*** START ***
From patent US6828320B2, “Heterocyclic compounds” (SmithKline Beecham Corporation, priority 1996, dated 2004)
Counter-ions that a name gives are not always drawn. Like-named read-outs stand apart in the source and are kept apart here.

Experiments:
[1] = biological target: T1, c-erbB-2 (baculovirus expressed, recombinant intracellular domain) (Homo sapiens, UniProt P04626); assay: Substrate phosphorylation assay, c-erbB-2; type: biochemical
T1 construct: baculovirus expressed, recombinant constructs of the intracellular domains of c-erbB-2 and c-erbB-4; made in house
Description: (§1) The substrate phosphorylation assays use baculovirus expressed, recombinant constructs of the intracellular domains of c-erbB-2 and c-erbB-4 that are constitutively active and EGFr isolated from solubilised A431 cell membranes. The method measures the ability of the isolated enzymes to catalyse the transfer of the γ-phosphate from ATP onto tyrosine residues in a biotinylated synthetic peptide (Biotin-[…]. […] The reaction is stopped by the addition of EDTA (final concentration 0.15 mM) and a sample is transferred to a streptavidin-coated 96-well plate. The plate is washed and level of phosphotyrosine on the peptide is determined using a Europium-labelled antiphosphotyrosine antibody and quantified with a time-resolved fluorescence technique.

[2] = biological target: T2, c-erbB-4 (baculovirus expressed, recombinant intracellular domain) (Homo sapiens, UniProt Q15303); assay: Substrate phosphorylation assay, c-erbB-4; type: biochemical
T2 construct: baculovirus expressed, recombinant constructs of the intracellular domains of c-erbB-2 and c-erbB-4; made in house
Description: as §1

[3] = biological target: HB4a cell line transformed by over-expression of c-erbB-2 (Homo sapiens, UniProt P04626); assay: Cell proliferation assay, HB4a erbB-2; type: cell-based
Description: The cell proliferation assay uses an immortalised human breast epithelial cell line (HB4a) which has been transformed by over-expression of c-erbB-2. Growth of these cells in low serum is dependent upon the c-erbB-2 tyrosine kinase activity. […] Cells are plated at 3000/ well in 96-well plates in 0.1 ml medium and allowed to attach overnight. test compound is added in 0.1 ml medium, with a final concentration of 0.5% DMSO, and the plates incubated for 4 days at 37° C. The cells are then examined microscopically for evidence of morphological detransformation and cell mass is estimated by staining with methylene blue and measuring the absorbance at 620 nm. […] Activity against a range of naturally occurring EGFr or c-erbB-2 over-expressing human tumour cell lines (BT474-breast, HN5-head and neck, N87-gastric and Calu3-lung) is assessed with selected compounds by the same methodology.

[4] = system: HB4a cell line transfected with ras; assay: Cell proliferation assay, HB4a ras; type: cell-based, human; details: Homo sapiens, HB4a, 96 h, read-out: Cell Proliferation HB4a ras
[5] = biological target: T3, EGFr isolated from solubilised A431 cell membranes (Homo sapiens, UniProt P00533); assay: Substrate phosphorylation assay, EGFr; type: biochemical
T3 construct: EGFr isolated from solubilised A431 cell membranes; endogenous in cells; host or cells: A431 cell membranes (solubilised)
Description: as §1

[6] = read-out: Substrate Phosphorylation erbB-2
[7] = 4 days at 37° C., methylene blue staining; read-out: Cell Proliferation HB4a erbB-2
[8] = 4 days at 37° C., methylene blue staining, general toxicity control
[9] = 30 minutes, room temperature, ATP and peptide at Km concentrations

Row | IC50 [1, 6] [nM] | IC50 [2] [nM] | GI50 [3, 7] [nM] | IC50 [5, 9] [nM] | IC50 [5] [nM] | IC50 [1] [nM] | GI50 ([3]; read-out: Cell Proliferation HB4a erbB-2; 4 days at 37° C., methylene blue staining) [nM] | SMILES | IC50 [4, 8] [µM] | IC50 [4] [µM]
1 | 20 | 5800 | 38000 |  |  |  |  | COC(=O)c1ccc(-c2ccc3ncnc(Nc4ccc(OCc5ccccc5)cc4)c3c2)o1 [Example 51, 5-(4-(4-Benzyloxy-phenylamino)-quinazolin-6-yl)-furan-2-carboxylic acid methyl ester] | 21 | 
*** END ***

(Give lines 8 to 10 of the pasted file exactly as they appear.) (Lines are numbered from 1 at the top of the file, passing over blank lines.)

T2 construct: baculovirus expressed, recombinant constructs of the intracellular domains of c-erbB-2 and c-erbB-4; made in house
Description: as §1

[3] = biological target: HB4a cell line transformed by over-expression of c-erbB-2 (Homo sapiens, UniProt P04626); assay: Cell proliferation assay, HB4a erbB-2; type: cell-based